Friday 15 December 2017

Nathaniel will make things interesting for superpowers

Richard Forristal

Richard Forristal

At the midway point of what has already been a glorious Flat season, Nathaniel's thrilling victory in Saturday's Eclipse Stakes at Sandown was just what the doctor ordered.

Up until then, all the marquee events between a mile and 12 furlongs had been won by either Coolmore or Frankel, and mostly with a degree of ease not befitting a Group One. Granted, it's neither the superpower nor the superhorse's fault that they are quite so good. But still.

Bonfire, sixth in the Derby but beaten senseless in the Eclipse, was the latest of many to confirm that, with the honourable exception of Camelot, this Classic crop is dire. Aidan O'Brien's star colt showcased his vast superiority in the Irish Derby, but such a ready win at short odds does little to sate the appetite for high-octane sporting fare.

It's a similar story with Frankel, though with him it has got to the point where it's impossible to lament the facile manner of his victories because he has now spent three years just swatting away all comers. He just doesn't do defeat.

Mind you, it can be a bit like watching an athletic centre-forward career up the pitch with the sliotar on his hurley, before stroking a goal home in the absence of so much as a glancing blow from a defender. Yeah, dainty, but would someone crack a hurley off him or something!

In most sports, competition at the highest level is about pitting the best against the best to establish supremacy at any one time. But, in racing, mainly on the Flat but not exclusively -- as evidenced by Quevega's swerving of Big Buck's -- the commercial demands of a subsequent career in breeding exaggerate the consequences of defeat.

Keeping Camelot and Frankel apart should go a long way to ensuring both finish the year with their unbeaten tags intact, but that fear of defeat ultimately undermines racing as a sporting entity. In the season that is, then, Nathaniel's lung-bursting denial of Farhh offered up something different in the division that traditionally carries most merit.

Moreover, it promised something else still. Now the winner of a King George and an Eclipse, John Gosden's four-year-old is a real middle-distance heavyweight, and the only pity about Saturday was that So You Think wasn't there to give us a further handle on the form.

Nevertheless, under an inspired William Buick, Nathaniel announced his arrival on the 2012 campaign by overcoming a nine-month lay-off in resolute fashion. As the horse that has got closest to Frankel -- albeit on their respective debuts in 2010 -- he might pose a threat of sorts to Henry Cecil's monster if they meet in either the Juddmonte or the Champion Stakes.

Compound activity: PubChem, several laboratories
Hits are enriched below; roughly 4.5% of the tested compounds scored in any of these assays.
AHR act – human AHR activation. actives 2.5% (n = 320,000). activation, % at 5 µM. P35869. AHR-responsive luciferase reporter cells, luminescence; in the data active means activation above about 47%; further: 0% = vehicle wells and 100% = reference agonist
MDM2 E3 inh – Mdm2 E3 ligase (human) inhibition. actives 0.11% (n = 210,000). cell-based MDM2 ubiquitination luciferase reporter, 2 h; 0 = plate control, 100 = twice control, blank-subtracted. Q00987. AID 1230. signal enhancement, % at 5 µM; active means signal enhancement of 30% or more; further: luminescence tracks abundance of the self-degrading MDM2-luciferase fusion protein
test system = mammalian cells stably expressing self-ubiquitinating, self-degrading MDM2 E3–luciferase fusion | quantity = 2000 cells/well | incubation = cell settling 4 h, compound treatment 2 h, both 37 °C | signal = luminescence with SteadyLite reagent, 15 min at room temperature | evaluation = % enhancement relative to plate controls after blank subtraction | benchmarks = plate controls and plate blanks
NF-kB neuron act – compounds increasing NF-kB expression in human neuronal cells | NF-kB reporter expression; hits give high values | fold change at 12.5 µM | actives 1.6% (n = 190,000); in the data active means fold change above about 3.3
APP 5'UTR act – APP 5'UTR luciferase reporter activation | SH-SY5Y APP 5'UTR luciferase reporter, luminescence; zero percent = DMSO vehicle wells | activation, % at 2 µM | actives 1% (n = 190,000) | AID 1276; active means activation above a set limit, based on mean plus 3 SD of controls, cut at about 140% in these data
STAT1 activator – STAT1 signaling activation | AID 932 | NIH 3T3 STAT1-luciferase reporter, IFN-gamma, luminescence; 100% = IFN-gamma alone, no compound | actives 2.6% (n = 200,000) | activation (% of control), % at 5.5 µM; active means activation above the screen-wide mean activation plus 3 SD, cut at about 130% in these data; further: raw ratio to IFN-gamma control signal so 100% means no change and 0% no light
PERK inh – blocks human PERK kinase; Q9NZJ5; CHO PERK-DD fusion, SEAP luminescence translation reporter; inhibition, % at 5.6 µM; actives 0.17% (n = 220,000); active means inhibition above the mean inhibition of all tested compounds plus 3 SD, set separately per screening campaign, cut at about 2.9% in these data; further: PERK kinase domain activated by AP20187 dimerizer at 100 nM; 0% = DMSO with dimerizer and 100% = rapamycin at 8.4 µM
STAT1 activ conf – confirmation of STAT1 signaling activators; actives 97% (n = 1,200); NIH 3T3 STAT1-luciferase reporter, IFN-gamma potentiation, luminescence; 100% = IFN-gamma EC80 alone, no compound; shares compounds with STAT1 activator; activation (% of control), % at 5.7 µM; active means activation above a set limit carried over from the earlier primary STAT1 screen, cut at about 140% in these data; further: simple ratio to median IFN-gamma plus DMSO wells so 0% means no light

In the event that Nathaniel skips York for a tilt at a second King George on Saturday week, he can instead keep St Nicholas Abbey honest. Down the line, there is even the prospect of a clash with Camelot in the Arc. Who knows?

Local glory for Royals

Batterstown-based Edward Cawley sent out Brian Who to land a decent gamble under Rob Jones at Bellewstown on Saturday. Backed from 14/1 into 11/2, Brian Who was already in command when the pace-setting Without The Bop fell two-out, and came home six lengths clear. There was further local joy when Andrew Thornton and Pat Martin, two Navan men, scored with the in-foal Our Nana Rose, the rider's first jumps winner since Lion Na Bearnai carried him to a famous Irish Grand National success on Easter Monday.

O'Brien quest continues

If Aidan O'Brien is to give himself a realistic chance of breaking the American legend Bobby Frankel's record of 25 Group One wins in a season, this could be a big week. The Ballydoyle maestro, who has twice previously totalled 23, has already accrued nine Group Ones in 2012. When he first got to 23 in 2001, he had just seven at the same point in the campaign, though he had 11 at the corresponding juncture en route to that tally in 2008.

At Newmarket this week, his prolific juvenile Maybe will attempt to get back to winning ways in the Falmouth Stakes on Friday, while Excelebration -- 'Frankeled' to death over a mile by now -- reverts to six furlongs for a tilt at the July Cup on Saturday. Later that evening, last year's Irish Derby and Secretariat Stakes hero Treasure Beach will bid to emulate O'Brien's 2011 Man O'War Stakes winner Cape Blanco at Belmont Park in New York.

And speaking of

the Secretariat . . .

Speaking Of Which, meanwhile, could have his next start in this year's Secretariat Stakes. Stan Cosgrave, racing manager to the colt's owner Moyglare Stud, revealed yesterday that Dermot Weld's inmate, a non-runner in the Irish Derby due to the heavy ground, is being considered for the 10-furlong Grade One at Arlington on August 18.

Wexford refixture

The Wexford card that was abandoned due to waterlogging on Friday is expected to be rearranged for Wednesday. Fairyhouse had already rescheduled its lost Wednesday card for tomorrow, though tweets from the Meath venue over the weekend suggested that the track still had a bit of drying out to do before racing could go ahead.


7 The run of successive winners that Nathaniel's owner Lady Rothschild had by the close of business on Saturday. Rothschild, Gosden and William Buick had a double at Sandown, while Nathaniel's full-sister Great Heavens sluiced up under Robert Havlin in the Group Two Lancashire Oaks at Haydock.


"@Colmansweeney @CoddJJ Cheers kid!! She'll be eligible for a licence just as Nina and Katie are retiring!! #gapinthemarket"

-- This year's Foxhunters' Chase-winning rider Colman Sweeney responds to his colleague Jamie Codd's congratulations after announcing that his wife Niamh had just given birth to their first child, Amelia Kate.

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